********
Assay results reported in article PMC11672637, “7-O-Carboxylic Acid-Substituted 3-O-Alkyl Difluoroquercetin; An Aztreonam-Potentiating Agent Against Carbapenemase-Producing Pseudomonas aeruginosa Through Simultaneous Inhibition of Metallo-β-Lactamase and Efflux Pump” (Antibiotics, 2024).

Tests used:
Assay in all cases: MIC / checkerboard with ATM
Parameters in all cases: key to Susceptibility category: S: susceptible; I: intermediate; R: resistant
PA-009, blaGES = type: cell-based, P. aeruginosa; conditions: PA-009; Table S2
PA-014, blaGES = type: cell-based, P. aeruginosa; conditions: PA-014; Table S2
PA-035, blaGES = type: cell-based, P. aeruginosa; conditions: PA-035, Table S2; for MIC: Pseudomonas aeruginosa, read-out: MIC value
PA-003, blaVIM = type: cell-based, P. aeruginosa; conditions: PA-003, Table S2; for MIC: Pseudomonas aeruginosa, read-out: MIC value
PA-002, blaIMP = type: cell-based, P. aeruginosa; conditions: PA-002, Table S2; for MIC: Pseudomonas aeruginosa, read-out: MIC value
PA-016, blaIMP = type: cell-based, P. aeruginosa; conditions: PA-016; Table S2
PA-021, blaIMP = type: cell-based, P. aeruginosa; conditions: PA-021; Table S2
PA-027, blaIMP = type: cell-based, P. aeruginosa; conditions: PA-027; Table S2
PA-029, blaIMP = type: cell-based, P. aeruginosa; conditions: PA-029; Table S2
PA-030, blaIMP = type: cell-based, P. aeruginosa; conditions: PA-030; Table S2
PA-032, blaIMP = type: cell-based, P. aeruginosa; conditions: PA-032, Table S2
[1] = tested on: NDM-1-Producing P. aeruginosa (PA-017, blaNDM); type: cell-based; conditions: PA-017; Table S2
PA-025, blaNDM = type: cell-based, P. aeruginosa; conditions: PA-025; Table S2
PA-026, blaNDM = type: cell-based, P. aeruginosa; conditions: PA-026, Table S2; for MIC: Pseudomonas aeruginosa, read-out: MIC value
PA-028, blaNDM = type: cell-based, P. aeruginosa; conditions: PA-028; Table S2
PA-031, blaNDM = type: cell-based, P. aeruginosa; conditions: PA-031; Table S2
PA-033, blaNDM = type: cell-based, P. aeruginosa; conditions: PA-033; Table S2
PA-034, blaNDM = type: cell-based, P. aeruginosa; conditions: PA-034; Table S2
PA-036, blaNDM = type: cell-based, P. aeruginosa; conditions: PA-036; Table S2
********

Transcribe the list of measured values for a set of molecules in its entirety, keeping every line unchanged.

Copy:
Assay results reported in article PMC11672637, “7-O-Carboxylic Acid-Substituted 3-O-Alkyl Difluoroquercetin; An Aztreonam-Potentiating Agent Against Carbapenemase-Producing Pseudomonas aeruginosa Through Simultaneous Inhibition of Metallo-β-Lactamase and Efflux Pump” (Antibiotics, 2024).

Tests used:
Assay in all cases: MIC / checkerboard with ATM
Parameters in all cases: key to Susceptibility category: S: susceptible; I: intermediate; R: resistant
PA-009, blaGES = type: cell-based, P. aeruginosa; conditions: PA-009; Table S2
PA-014, blaGES = type: cell-based, P. aeruginosa; conditions: PA-014; Table S2
PA-035, blaGES = type: cell-based, P. aeruginosa; conditions: PA-035, Table S2; for MIC: Pseudomonas aeruginosa, read-out: MIC value
PA-003, blaVIM = type: cell-based, P. aeruginosa; conditions: PA-003, Table S2; for MIC: Pseudomonas aeruginosa, read-out: MIC value
PA-002, blaIMP = type: cell-based, P. aeruginosa; conditions: PA-002, Table S2; for MIC: Pseudomonas aeruginosa, read-out: MIC value
PA-016, blaIMP = type: cell-based, P. aeruginosa; conditions: PA-016; Table S2
PA-021, blaIMP = type: cell-based, P. aeruginosa; conditions: PA-021; Table S2
PA-027, blaIMP = type: cell-based, P. aeruginosa; conditions: PA-027; Table S2
PA-029, blaIMP = type: cell-based, P. aeruginosa; conditions: PA-029; Table S2
PA-030, blaIMP = type: cell-based, P. aeruginosa; conditions: PA-030; Table S2
PA-032, blaIMP = type: cell-based, P. aeruginosa; conditions: PA-032, Table S2
[1] = tested on: NDM-1-Producing P. aeruginosa (PA-017, blaNDM); type: cell-based; conditions: PA-017; Table S2
PA-025, blaNDM = type: cell-based, P. aeruginosa; conditions: PA-025; Table S2
PA-026, blaNDM = type: cell-based, P. aeruginosa; conditions: PA-026, Table S2; for MIC: Pseudomonas aeruginosa, read-out: MIC value
PA-028, blaNDM = type: cell-based, P. aeruginosa; conditions: PA-028; Table S2
PA-031, blaNDM = type: cell-based, P. aeruginosa; conditions: PA-031; Table S2
PA-033, blaNDM = type: cell-based, P. aeruginosa; conditions: PA-033; Table S2
PA-034, blaNDM = type: cell-based, P. aeruginosa; conditions: PA-034; Table S2
PA-036, blaNDM = type: cell-based, P. aeruginosa; conditions: PA-036; Table S2